Reviews - Adventures in Human Being

Jerome Groopman, The New York Review of Books

Gavin Francis’s engaging and edifying book Adventures in Human Being breathes life into the study of anatomy by situating it in the larger landscape of human experience, connecting the body to art, literature, music, astronomy, and history.  Unlike most physicians whose career encompasses a single discipline, Francis has worked in pediatrics, obstetrics, geriatrics, orthopedics and neurosurgery…It is not a question of whether doctors like Gavin Francis with an artistic and literary sensibility can be proven superior in their clinical acumen compared to those who view the body in strictly scientific terms.  But what is certain is that physicians like Francis can make its study more captivating.


John Burnside, New Statesman

Beyond the fine detail and the erudition of his medical investigations, what marks Francis out as a perfect guide to our physical selves is his sensitivity to metaphor, simile and analogy, his deftness with language… That Adventures in Human Being is an astonishing, moving and enchanting book can be explained in part by Francis’s unique range of experience, his erudition and enthusiasm; but his principal virtue might be the humility he brings to his task.'


Suzanne Koven, The Boston Globe

Francis never strays far from anatomy and the miracle of the normally functioning body. To him, even the large bowel is ‘a magnificent work of art’…his lifelong curiosity about the body animates many of these essays.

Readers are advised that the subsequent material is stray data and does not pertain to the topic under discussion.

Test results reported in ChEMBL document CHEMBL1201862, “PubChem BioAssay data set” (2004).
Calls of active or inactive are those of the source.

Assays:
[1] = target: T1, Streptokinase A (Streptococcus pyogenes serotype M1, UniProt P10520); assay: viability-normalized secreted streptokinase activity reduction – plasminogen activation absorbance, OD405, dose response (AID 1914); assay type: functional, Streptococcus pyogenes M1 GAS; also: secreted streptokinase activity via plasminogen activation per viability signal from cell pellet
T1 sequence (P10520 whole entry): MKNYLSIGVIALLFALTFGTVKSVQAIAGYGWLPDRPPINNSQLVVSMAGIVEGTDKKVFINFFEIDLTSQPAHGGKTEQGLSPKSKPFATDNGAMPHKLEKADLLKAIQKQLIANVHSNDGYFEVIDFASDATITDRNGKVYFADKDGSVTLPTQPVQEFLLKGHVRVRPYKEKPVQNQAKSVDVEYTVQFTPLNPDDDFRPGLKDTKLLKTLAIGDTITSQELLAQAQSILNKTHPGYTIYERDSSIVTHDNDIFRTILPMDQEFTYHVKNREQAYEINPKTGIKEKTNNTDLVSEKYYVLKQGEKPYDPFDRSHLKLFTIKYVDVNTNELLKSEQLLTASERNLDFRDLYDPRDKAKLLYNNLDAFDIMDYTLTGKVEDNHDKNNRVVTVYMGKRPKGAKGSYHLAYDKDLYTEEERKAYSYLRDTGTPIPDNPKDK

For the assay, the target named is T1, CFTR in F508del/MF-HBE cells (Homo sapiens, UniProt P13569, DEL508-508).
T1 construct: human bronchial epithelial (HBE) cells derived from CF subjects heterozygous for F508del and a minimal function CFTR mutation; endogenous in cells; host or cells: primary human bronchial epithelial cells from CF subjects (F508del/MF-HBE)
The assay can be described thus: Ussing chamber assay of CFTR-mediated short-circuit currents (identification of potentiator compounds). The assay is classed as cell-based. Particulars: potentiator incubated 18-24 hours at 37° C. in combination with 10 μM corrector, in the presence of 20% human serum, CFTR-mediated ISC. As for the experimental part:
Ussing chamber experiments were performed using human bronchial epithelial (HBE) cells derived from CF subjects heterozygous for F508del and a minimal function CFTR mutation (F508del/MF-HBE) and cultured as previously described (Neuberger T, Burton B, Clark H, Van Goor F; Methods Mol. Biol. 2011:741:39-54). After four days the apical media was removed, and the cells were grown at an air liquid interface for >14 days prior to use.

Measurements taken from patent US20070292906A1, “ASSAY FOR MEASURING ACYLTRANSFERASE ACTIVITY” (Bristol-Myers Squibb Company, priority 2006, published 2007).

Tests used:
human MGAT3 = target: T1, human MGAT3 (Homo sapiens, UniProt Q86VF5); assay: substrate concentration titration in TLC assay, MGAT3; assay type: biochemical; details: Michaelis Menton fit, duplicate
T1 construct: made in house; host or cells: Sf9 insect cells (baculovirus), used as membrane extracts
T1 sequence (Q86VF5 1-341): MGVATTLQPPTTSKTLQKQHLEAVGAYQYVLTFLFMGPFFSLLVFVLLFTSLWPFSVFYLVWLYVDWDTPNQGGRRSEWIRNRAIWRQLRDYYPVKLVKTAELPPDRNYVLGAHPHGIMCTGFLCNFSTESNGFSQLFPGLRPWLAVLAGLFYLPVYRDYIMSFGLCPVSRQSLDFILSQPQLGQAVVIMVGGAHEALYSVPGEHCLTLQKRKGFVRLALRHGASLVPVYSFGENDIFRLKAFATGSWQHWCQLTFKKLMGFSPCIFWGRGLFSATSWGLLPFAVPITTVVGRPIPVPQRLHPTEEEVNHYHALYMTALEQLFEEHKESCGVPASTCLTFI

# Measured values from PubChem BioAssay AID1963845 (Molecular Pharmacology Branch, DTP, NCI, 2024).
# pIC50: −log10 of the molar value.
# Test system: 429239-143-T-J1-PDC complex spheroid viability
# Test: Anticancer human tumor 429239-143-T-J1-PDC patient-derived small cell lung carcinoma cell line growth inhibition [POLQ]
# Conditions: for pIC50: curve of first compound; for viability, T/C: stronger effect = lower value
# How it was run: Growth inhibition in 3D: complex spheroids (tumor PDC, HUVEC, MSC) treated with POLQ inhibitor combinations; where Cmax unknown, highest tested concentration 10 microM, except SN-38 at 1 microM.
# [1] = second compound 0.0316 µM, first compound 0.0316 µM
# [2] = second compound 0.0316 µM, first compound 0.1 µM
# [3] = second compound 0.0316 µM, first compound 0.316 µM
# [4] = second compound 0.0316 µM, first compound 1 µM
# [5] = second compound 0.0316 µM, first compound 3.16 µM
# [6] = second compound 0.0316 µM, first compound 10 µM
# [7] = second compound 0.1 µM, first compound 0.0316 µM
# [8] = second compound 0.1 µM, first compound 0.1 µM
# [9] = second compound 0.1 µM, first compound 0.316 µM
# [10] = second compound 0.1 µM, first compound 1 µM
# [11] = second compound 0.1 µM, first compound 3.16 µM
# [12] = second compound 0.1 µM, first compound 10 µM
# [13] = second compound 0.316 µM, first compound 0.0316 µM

John J. Ross, The Wall Street Journal

This sort of book has been done before but not nearly so well… Dr Francis is especially skilled at a kind of muscular poetry of the body… “Adventures in Human Being”, with its deft mix of the clinical and the lyrical, is a triumph of the eloquent brain and the compassionate heart.


Chicago Tribune

[a] beautiful exposition of internal geography… Francis blends his experience as a physician with a poet’s gift for observation… Altogether, the book is a rare gift, a redefinition of what popular medical writing can be.


The Observer (Book of the Week)

Grand, eloquent stuff, occasionally humorous, frequently moving, and invariably informative… the end result is a thoroughly entertaining, provocative work.

The Economist

The writing is spare, but his sense of wonder at the human body is clear… the joy of Mr Francis’s work lies in the fact that although he delights in the body’s physical reality, he takes care not to reduce human experience to that alone.

The Times (Book of the Week)

I read this book transfixed… the style is crisp and fast and the human tales irresistible.  Clever & strangely beautiful.

The Sunday Times

so enthralling and well-written that it should win its own clutch of prizes.

The Irish Times

It is difficult to decide whether Gavin Francis is a travel writer who moonlights as a doctor or a doctor who travels and writes on the side.  But if he is as good at slinging pills as he is at writing landscapes - geographical and anatomical - then his patients can count themselves fortunate.

Scottish Review of Books

‘he brings his familiar, graceful style to the operating table, where he observes a neurosurgeon ‘mapping’ the ‘uncharted country’ of a patient’s brain… Years of doctoring clearly haven’t reduced Francis’ sense of wonder about the human body.'

The Herald

Fine, subtle and observant… illuminating and arresting.

The Mail on Sunday

Francis is a doctor by profession, but he’s one of those genuine polymaths who can bring illumination to almost any subject.  In this guided tour around the human body he’s on home territory, but his passions for literature, history and, most unusually, geography, ensure that this is no dry-as-dust scientific text.

The Daily Express

‘highly informative, compulsively readable… It promises an intriguing voyage and delivers it in great style. Thoroughly recommended.'

The Daily Mail

This is a wonderful book: funny, wise, extremely informative in a quiet way and recognising no boundaries between science and art.  Francis has the soul of a poet, and he sees beauty and form where most of us would not dare look.